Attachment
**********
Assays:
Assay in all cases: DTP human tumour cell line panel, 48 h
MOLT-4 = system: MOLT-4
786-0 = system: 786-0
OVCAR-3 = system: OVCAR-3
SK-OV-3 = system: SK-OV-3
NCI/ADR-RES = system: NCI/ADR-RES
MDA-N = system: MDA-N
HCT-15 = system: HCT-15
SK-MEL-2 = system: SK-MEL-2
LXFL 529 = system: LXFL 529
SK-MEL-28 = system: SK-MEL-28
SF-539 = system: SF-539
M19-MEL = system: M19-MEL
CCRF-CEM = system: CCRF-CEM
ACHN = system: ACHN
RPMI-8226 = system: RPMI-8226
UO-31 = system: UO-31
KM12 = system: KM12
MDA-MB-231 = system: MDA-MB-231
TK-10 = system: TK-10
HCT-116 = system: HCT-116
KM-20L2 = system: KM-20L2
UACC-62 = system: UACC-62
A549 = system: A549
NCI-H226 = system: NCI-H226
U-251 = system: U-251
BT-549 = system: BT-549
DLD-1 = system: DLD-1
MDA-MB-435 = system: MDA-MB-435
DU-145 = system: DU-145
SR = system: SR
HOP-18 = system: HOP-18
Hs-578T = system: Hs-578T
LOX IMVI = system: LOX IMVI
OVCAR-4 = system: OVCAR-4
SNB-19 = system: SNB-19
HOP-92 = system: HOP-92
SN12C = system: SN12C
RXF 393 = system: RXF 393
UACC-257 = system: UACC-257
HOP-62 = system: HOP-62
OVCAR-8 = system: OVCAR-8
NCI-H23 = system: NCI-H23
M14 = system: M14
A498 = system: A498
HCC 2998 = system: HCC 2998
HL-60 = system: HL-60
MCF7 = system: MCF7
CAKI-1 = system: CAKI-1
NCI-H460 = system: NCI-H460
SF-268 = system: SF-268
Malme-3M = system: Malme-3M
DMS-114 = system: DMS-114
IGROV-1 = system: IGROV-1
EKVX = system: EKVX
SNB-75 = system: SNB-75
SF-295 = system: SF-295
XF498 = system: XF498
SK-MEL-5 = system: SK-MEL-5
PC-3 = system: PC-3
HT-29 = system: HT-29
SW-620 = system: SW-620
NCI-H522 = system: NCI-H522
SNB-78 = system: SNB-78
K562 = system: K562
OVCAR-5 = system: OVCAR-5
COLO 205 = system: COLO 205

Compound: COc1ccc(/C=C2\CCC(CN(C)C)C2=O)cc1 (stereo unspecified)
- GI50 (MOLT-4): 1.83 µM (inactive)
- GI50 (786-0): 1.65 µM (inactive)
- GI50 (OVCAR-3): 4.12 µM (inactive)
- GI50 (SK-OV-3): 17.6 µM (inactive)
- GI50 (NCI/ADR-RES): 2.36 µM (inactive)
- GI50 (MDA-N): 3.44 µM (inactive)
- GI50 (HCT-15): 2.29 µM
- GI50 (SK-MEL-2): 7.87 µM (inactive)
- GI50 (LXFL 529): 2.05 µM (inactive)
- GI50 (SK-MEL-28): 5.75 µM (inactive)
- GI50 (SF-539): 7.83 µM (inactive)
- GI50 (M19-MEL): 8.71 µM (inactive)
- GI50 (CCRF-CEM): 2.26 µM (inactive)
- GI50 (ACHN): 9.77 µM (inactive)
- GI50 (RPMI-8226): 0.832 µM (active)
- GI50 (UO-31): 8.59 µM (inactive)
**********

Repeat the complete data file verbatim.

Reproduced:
Assays:
Assay in all cases: DTP human tumour cell line panel, 48 h
MOLT-4 = system: MOLT-4
786-0 = system: 786-0
OVCAR-3 = system: OVCAR-3
SK-OV-3 = system: SK-OV-3
NCI/ADR-RES = system: NCI/ADR-RES
MDA-N = system: MDA-N
HCT-15 = system: HCT-15
SK-MEL-2 = system: SK-MEL-2
LXFL 529 = system: LXFL 529
SK-MEL-28 = system: SK-MEL-28
SF-539 = system: SF-539
M19-MEL = system: M19-MEL
CCRF-CEM = system: CCRF-CEM
ACHN = system: ACHN
RPMI-8226 = system: RPMI-8226
UO-31 = system: UO-31
KM12 = system: KM12
MDA-MB-231 = system: MDA-MB-231
TK-10 = system: TK-10
HCT-116 = system: HCT-116
KM-20L2 = system: KM-20L2
UACC-62 = system: UACC-62
A549 = system: A549
NCI-H226 = system: NCI-H226
U-251 = system: U-251
BT-549 = system: BT-549
DLD-1 = system: DLD-1
MDA-MB-435 = system: MDA-MB-435
DU-145 = system: DU-145
SR = system: SR
HOP-18 = system: HOP-18
Hs-578T = system: Hs-578T
LOX IMVI = system: LOX IMVI
OVCAR-4 = system: OVCAR-4
SNB-19 = system: SNB-19
HOP-92 = system: HOP-92
SN12C = system: SN12C
RXF 393 = system: RXF 393
UACC-257 = system: UACC-257
HOP-62 = system: HOP-62
OVCAR-8 = system: OVCAR-8
NCI-H23 = system: NCI-H23
M14 = system: M14
A498 = system: A498
HCC 2998 = system: HCC 2998
HL-60 = system: HL-60
MCF7 = system: MCF7
CAKI-1 = system: CAKI-1
NCI-H460 = system: NCI-H460
SF-268 = system: SF-268
Malme-3M = system: Malme-3M
DMS-114 = system: DMS-114
IGROV-1 = system: IGROV-1
EKVX = system: EKVX
SNB-75 = system: SNB-75
SF-295 = system: SF-295
XF498 = system: XF498
SK-MEL-5 = system: SK-MEL-5
PC-3 = system: PC-3
HT-29 = system: HT-29
SW-620 = system: SW-620
NCI-H522 = system: NCI-H522
SNB-78 = system: SNB-78
K562 = system: K562
OVCAR-5 = system: OVCAR-5
COLO 205 = system: COLO 205

Compound: COc1ccc(/C=C2\CCC(CN(C)C)C2=O)cc1 (stereo unspecified)
- GI50 (MOLT-4): 1.83 µM (inactive)
- GI50 (786-0): 1.65 µM (inactive)
- GI50 (OVCAR-3): 4.12 µM (inactive)
- GI50 (SK-OV-3): 17.6 µM (inactive)
- GI50 (NCI/ADR-RES): 2.36 µM (inactive)
- GI50 (MDA-N): 3.44 µM (inactive)
- GI50 (HCT-15): 2.29 µM
- GI50 (SK-MEL-2): 7.87 µM (inactive)
- GI50 (LXFL 529): 2.05 µM (inactive)
- GI50 (SK-MEL-28): 5.75 µM (inactive)
- GI50 (SF-539): 7.83 µM (inactive)
- GI50 (M19-MEL): 8.71 µM (inactive)
- GI50 (CCRF-CEM): 2.26 µM (inactive)
- GI50 (ACHN): 9.77 µM (inactive)
- GI50 (RPMI-8226): 0.832 µM (active)
- GI50 (UO-31): 8.59 µM (inactive)